takahashii 'Gosan' (species)
'Teaspoon' (venusta)
tibae (species)
'Tortifrons' (longipes)
tsushimensis (species)
venusta (species)
'Waving Wuffles' (ventricosa)
yingeri (species)
Variegated Foliage
'American Sweetheart' (unknown)
'Anne Arett' (sieboldii)
'Bob Olsen' (unknown)
'Carolina Sunshine' (tibae)
'Cathedral Windows' (plantaginea)
'Cherish' (venusta)
'Chickadee' (plantaginea)
'Crested Surf' (sieboldii)
'Diamond Tiara' (nakaiana)
'Diana Remembered' (plantaginea)
'Dixie Chick' (plantaginea)
'Ebb Tide' (montana)
'Emerald Tiara' (nakaiana)
'Emily Dickinson' (plantaginea)
'Fan Dance' (sieboldii)
'Fatal Attraction' (kikutii)
'Fragrant Bouquet' (plantaginea)
'Gala' (longipes)
'Golden Tiara' (nakaiana)
'Grand Prize' (nakaiana)
'Grand Tiara' (nakaiana)
'Guacamole' (plantaginea)
'Harpoon' (yingeri)
'Holy Mole' (plantaginea)
'Iron Gate Delight' (plantaginea)
kikutii 'Kifukurin' (kikutii)
'Kifukurin Ko Mame' (unknown)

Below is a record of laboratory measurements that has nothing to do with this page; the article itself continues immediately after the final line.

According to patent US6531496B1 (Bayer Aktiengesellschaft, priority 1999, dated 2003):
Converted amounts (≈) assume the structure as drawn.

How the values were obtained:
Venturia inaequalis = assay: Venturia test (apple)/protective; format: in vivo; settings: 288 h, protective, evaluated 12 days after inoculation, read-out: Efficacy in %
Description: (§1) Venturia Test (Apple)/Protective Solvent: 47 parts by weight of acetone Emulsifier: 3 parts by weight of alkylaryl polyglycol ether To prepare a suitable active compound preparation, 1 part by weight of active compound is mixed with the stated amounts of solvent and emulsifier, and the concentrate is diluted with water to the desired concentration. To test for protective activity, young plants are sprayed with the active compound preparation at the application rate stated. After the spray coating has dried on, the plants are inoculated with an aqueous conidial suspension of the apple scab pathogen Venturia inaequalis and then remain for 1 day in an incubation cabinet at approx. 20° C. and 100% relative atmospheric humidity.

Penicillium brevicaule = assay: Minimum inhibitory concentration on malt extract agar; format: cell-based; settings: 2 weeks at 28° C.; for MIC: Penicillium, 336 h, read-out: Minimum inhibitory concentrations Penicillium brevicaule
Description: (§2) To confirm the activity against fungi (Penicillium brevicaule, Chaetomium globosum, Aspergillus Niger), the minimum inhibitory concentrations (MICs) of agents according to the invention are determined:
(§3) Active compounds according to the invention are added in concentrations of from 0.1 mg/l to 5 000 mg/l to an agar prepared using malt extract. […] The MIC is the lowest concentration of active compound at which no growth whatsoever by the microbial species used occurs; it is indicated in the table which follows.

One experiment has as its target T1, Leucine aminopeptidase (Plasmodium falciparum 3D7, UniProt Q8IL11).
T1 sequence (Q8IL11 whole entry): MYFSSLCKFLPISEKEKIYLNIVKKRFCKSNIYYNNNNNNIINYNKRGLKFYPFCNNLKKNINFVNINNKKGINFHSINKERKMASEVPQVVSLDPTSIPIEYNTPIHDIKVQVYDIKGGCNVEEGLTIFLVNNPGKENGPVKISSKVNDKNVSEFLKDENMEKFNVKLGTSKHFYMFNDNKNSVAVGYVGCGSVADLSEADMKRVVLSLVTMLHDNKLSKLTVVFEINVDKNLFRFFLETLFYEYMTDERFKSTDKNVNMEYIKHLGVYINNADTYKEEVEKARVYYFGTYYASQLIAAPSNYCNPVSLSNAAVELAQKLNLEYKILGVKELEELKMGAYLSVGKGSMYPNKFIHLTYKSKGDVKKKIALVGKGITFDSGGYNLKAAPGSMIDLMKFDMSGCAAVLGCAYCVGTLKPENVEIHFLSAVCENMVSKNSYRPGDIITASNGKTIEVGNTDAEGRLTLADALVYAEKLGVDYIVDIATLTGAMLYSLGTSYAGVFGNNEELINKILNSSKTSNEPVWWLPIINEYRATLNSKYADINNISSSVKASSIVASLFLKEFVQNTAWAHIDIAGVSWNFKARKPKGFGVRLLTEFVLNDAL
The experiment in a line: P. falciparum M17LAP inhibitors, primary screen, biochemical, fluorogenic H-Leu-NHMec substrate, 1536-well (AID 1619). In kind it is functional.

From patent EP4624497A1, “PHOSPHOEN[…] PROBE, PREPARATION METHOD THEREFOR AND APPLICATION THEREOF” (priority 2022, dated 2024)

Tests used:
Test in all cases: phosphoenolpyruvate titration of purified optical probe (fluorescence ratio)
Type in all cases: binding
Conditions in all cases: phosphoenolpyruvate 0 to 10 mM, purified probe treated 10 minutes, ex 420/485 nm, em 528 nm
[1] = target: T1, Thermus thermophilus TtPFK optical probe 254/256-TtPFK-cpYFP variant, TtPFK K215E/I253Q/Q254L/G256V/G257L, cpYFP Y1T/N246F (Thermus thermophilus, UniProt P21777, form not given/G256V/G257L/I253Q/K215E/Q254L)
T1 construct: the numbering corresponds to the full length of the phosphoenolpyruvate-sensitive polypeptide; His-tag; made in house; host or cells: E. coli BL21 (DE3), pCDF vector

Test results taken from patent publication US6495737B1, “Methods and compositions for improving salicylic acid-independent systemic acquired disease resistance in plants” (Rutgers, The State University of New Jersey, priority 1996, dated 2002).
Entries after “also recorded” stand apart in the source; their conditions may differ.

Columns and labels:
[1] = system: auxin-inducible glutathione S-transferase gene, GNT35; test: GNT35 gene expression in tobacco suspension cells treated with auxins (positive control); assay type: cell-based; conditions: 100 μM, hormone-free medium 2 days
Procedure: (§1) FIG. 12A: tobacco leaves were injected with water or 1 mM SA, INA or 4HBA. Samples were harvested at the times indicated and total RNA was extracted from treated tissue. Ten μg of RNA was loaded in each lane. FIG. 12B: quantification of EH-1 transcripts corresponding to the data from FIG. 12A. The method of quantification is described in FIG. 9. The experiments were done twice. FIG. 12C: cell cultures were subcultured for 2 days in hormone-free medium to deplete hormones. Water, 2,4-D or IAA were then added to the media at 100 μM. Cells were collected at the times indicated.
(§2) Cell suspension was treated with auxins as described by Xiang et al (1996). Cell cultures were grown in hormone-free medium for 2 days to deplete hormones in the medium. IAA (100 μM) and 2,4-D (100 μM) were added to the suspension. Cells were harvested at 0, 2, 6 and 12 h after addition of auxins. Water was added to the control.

'Korean Snow' (yingeri)
'Masquerade' (gracillima)
'Ming Treasure' (plantaginea)
'Mistress Mabel' (plantaginea)
'Miss Saigon' (plantaginea)
montana 'Aureomarginata' (montana)
'Peedee Gold Flash' (sieboldii)
'Platinum Tiara' (nakaiana)
'Red Hot Flash' (sieboldii)
'Sea Thunder' (unknown)
'Scooter' (sieboldii)
'Sea Thunder' (unknown)
'So Sweet' (plantaginea)
'Stained Glass' (plantaginea)
'Stiletto' (sieboldii)
'Sugar and Cream' (plantaginea, sieboldii)
'Summer Fragrance' (plantaginea, sieboldii)
'Sweetie' (plantaginea)
'Teeny Weeny Bikini' (unknown)
'Verna Jean' (sieboldii)
'Warwick Edge' (nakaiana)
'Waving Winds' (sieboldii)
'White Necklace' (unknown)